Wednesday, December 31, 2008

Last Post for 2008

I wanted to take a moment and wish everyone, cyclist or not, a Happy New Year. I'm looking forward to many miles on pavement, single track, and gravel with my friends old and new, along with those I have yet to meet, in 2009.

For those of you in the Des Moines area, The Degree Ride is tomorrow morning at 10 AM. The roads are clear and the weather will be nice. Get an early start on your 2009 mileage. Hope to see all of you there tomorrow morning. I'll be there at 9 or so for coffee and conversation.

Sunday, December 28, 2008

Getting Fit

Been pretty quiet on the riding front lately. I've hit a couple of trainer sessions at Lou's, and snuck in cold, windy two hour mtb ride at Big Creek with Taylor, Sedore, Bruce and Kurt, but that's been about it. The holidays combined with a rather poorly timed head cold have even kept me off the trainer, let alone having a ride outside. Things are better now, and I hope that a streak of decent weather will let me commute into work this (short) week.

I did manage to schedule a road bike fit on the 26th with Adam at Rasmussen Bike Shop. Adam used the Specialized BG Fit II System during the session. I can say that this was a great fit experience for me. Adam started out by asking me number of questions about issues I was having while on the bike. Adam checked me for indications of a tilting pelvis, and leg length discrepancies. I made him aware of the pigeon toe that I have in my lower legs. When I mentioned my tight post-ride IT bands and soleus, he took the time to check the flexibility of my IT bands, hamstrings, and back. Next, Adam had me perform a couple of knee bends so he could watch the movement of my knees. He then put a set of footbeds underneath my feet, and had me repeat the knee bends, while he explained the theory behind their use. I noticed an immediate change in my knee stability with the foot beds underneath my feet. Convinced, I had him trim them to fit my shoes and put them in place.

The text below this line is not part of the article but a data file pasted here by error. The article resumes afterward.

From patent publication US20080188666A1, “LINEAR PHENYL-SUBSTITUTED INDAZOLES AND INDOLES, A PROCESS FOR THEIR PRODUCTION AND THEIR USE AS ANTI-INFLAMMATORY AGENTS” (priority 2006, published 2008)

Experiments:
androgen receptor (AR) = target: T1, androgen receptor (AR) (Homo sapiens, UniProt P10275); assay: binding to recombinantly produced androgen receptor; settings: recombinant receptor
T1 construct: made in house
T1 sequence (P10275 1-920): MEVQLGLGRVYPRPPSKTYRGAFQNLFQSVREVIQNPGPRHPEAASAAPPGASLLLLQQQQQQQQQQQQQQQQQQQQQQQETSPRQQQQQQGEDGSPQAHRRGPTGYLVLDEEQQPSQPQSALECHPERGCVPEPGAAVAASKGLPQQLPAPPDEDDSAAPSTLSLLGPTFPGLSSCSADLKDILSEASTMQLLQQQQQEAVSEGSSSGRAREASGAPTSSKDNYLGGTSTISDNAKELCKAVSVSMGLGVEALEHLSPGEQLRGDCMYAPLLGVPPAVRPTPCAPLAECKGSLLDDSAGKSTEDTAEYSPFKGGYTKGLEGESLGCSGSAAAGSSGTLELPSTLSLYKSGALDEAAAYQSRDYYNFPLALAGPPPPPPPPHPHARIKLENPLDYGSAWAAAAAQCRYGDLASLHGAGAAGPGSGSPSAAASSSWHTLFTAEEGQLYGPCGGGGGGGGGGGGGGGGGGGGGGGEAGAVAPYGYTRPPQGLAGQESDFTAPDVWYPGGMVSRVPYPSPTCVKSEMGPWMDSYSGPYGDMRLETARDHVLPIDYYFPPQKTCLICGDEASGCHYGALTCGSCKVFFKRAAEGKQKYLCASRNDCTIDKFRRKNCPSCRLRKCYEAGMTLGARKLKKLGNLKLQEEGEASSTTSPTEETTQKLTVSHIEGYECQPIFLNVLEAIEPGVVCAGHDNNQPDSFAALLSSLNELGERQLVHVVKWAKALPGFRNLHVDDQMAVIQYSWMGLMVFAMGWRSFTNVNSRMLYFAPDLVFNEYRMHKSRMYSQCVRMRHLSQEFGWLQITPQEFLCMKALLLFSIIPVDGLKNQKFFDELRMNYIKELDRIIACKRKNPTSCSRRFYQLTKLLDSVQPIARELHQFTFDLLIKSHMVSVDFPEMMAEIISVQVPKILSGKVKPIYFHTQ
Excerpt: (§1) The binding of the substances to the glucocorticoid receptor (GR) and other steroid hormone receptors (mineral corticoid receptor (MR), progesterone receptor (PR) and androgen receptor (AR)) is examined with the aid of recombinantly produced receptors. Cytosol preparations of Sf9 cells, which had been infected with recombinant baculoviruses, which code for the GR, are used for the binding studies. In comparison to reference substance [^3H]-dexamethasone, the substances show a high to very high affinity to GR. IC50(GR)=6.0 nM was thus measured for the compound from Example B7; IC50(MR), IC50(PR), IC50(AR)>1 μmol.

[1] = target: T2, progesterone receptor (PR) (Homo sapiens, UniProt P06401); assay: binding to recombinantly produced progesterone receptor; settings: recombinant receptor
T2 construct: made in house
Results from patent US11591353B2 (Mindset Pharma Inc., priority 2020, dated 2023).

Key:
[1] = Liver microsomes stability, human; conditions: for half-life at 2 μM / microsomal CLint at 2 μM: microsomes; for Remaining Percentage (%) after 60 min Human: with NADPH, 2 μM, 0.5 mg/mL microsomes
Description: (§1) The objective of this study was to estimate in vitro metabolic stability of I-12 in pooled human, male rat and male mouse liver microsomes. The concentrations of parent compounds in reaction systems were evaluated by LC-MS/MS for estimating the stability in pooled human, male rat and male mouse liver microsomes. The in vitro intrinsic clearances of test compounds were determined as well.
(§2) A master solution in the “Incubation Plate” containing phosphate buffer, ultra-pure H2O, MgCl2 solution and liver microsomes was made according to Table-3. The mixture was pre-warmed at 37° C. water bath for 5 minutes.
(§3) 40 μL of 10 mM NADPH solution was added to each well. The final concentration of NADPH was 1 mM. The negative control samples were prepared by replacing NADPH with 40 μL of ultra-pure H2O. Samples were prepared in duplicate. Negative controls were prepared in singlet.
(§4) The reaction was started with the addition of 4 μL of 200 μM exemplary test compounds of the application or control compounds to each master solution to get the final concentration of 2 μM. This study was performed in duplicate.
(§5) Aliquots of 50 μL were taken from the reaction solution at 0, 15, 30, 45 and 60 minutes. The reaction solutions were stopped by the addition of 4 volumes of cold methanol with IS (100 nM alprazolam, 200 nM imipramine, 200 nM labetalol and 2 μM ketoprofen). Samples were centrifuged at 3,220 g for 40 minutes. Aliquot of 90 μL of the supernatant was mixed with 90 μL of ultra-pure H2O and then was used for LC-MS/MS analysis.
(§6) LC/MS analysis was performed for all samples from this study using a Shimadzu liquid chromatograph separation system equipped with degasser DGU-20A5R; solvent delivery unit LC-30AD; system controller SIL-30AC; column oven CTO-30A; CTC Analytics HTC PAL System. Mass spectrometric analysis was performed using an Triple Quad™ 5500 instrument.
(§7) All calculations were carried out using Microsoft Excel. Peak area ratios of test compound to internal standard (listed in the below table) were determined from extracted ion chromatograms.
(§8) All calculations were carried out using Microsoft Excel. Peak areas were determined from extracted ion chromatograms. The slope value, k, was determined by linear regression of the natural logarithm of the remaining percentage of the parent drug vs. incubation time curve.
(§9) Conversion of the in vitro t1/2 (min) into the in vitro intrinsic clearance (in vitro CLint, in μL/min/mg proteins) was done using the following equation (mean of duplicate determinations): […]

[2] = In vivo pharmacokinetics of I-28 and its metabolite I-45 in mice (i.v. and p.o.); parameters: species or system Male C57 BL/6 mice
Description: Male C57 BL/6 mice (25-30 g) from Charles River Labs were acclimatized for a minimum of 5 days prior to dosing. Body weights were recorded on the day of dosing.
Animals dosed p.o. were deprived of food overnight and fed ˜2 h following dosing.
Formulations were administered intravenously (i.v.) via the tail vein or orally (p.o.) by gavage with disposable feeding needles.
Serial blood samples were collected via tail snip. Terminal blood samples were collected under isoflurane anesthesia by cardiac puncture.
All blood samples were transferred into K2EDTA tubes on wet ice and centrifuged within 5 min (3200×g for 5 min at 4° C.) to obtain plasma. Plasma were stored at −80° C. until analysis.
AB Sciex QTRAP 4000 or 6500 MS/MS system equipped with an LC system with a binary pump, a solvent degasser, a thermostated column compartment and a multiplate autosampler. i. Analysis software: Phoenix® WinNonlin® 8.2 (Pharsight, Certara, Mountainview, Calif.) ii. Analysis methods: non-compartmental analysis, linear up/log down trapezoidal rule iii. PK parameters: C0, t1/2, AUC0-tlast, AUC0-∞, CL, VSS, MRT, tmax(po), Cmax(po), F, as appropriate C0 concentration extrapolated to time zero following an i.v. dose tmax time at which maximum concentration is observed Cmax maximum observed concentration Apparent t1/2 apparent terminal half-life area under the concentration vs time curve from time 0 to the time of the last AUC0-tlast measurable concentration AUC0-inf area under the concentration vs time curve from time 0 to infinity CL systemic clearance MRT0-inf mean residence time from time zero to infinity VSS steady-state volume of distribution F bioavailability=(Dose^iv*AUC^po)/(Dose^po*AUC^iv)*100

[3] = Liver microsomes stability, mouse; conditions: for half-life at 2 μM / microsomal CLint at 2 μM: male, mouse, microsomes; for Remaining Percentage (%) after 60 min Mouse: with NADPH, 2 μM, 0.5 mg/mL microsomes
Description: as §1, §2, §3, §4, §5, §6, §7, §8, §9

With these checks out of the way, Adam prepped the computer and stood and watched while I warmed up on the trainer. The next change we made was adjusting my seat forward and leveling it out. I tend to run my saddles a bit on the nose high side so I don't feel like I'm sliding off the tip of the saddle. After a bit of time figuring out how to adjust my American Classic seat post, I was on the bike again. As soon as I was on the drops, I noticed how relaxed my elbows were and now naturally my hands went to the drops. Although it felt different, I knew that the seat adjustment was a good thing.

Next, Adam started monitoring my pedal stroke using the computer, two small video cameras, and two orange dots that were stuck to my knees. We spent the next hour playing connect the dots with the bottom, middle and top of my pedal stroke and making adjustments to both the cleats and the shims underneath the footbeds in my shoes. It took a good amount of time, a number of changes before Adam felt happy with the results. The post fit video shows my knees having a nice linear movement throughout the entire pedal stroke. Before the fit, my left knee was moving in a large arc or an oval. From the short time I was on the trainer in the shop, I felt like I was able to put more power to the pedals, as well as pedal more smoothly.